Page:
Tuesday, November 7, 2017

On Guardiola's rotation

There seems to be a growing chorus that Man City players are becoming harder and harder to own due to constant rotation from Pep Guardiola. There are two key pieces of information that are useful to assess how damaging rotation can be to a player:
  • The predictability of when the rotation happens (before of after Champions League games, away from home etc),
  • If not selected for the first team, how often do they come on as a sub. If you have a decent bench then - while frustrating - you can deal with players not playing at all. However, if they consistently come off the bench for only 15 minutes or so then you are lowering your odds at success.

Predicting team sheets is not really my forte (nor a particular interest) so we're going to focus on the second point here:


We can see four of the City options have spent time on the bench this season while De Bruyne and Silva have been ever present to date. The calculation for this pair is slightly different as you're getting increased certainty but with lower upside (their 5.8 and 5.5 points per appearance trail their teammates). De Bruyne also comes at a fairly significant premium which personally excludes him from consideration for my own team which I am looking to spread the wealth more evenly, but I can see the appeal of the Belgium's overall package.

Let's look at the other two midfielders first: Sane and Sterling. Each has spent some time on the bench, though Sane is coming off 6 straight starts and has clearly won the confidence of Guardiola despite his young age. The first point to note is how incredible this pair have been to date. For simplicity's sake I am going to continue to use points per game (PPG) numbers here (where as I would usually prefer underlying stats) but I do so with the confidence that their success has been anything but a fluke.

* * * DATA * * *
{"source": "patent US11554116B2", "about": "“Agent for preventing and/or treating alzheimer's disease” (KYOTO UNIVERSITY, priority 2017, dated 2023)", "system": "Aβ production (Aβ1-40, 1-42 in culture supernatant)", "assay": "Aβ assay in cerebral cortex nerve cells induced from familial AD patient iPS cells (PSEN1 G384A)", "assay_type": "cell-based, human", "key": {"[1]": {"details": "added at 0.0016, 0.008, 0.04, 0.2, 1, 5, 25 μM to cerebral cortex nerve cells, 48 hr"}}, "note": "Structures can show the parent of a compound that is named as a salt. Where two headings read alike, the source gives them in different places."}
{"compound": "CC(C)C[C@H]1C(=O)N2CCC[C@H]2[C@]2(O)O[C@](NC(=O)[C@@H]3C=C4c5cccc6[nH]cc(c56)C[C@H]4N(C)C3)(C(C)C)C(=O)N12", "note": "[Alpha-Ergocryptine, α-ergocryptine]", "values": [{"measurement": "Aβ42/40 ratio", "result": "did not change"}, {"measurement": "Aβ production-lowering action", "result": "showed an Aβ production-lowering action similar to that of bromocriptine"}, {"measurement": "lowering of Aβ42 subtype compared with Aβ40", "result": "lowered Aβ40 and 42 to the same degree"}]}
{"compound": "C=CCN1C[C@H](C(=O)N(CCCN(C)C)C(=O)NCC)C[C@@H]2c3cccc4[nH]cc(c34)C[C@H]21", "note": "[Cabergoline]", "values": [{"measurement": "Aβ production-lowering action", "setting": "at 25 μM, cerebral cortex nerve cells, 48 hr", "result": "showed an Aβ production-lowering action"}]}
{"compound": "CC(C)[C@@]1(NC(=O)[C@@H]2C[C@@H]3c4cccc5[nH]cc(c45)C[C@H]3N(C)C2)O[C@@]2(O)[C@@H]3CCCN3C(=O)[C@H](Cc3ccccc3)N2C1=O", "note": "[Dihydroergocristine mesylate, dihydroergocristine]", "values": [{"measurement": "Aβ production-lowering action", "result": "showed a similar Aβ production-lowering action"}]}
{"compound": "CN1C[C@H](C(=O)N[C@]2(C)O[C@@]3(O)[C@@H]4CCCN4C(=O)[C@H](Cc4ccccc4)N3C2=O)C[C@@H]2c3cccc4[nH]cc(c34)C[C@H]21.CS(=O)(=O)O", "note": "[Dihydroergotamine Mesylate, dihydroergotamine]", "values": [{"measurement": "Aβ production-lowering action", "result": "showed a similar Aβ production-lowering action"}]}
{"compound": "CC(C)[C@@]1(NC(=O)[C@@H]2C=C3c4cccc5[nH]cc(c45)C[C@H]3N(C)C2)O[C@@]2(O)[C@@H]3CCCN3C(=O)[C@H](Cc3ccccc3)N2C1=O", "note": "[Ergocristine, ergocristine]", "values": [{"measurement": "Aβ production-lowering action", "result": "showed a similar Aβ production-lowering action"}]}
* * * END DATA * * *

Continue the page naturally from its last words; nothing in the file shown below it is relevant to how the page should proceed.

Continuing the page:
In his 7 starts, Sane has averaged 8.1 PPG, while Sterling slightly eclipses him with 8.2 PPG in his 6 starts. For comparison, the 25% owned Eriksen is averaging 5.7 PPG while his 21% owned teammate Alli is further behind with just 4.9 PPG. Thus, while it is extremely frustrating to have your player on the bench, you need to keep in mind that when they play, they are really operating on another level of production so far this season.

On the subject of being benched, between them, this duo have been benched 7 times, getting some playing time on all but one occasion. With the busy holiday period on the horizon I think these rest numbers could increase somewhat and there might be occasions where these players are completely left out of the days action, but, when they have been on the field for a short cameo, the results have been far from a disaster. In their 7 sub appearances, Sterling and Sane have averaged just 24 minutes but a frankly absurd 4.1 PPG. This number is of course skewed by Sane's brace against Liverpool but still, the pair have delivered returns in 3 of their 7 sub appearances. For reference, that 4.1 PPG compares favorably to how players like Firmino (4.3) or Ozil (3.3) have been performing while playing full matches.

Let's put together a scenario to see how this could play out, using Sterling as an example (who my model likes marginally more but you could replace with Sane without changing the conclusion):

In 10 games over the holidays, Sterling will get 7 starts, 2 sub appearances and will be dropped totally for one game. If he continues to average 7 PPG in those starts and 3 points coming off the bench then he'd accumulate 55 points. We'll then throw in another 2 points for your bench player who will replace him when he misses out. So a total of 57 points for an investment of 13.2m (8.2m for Sterling (or less if you've held him for a while) plus a 5.0m scrub on the bench who just needs to show up).